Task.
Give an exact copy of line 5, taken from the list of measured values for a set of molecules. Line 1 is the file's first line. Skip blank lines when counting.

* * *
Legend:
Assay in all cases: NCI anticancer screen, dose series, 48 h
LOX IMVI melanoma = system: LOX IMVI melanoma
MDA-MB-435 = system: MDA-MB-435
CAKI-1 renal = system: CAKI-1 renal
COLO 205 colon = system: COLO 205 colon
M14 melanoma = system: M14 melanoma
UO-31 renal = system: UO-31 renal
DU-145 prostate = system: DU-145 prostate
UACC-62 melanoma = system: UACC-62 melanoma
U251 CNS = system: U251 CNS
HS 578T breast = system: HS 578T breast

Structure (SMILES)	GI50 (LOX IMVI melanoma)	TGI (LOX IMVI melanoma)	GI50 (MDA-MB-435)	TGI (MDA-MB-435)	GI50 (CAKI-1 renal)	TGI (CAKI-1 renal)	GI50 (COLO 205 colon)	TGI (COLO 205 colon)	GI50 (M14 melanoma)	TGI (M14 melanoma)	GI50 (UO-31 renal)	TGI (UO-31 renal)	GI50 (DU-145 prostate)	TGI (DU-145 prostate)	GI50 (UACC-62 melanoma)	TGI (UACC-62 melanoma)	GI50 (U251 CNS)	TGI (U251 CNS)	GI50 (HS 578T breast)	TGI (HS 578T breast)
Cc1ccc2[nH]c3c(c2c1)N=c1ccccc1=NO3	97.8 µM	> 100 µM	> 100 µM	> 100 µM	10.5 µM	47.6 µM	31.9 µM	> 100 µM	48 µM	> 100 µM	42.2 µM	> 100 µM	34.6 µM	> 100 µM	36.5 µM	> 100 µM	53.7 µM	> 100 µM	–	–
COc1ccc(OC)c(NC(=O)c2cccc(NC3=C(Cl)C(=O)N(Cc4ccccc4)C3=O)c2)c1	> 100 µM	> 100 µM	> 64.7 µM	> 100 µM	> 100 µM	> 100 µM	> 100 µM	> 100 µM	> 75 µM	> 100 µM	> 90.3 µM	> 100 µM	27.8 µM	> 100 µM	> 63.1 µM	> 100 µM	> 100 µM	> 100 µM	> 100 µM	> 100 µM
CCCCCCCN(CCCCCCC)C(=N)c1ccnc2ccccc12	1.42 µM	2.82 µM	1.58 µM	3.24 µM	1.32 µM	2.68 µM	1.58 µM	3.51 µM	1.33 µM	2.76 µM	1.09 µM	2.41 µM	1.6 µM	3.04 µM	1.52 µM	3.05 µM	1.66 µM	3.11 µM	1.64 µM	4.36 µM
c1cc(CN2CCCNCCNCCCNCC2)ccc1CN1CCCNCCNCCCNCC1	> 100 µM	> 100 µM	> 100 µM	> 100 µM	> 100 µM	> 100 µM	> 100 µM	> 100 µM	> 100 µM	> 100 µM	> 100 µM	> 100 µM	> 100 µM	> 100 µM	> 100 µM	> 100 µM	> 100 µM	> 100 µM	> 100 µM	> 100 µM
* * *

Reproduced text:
CAKI-1 renal = system: CAKI-1 renal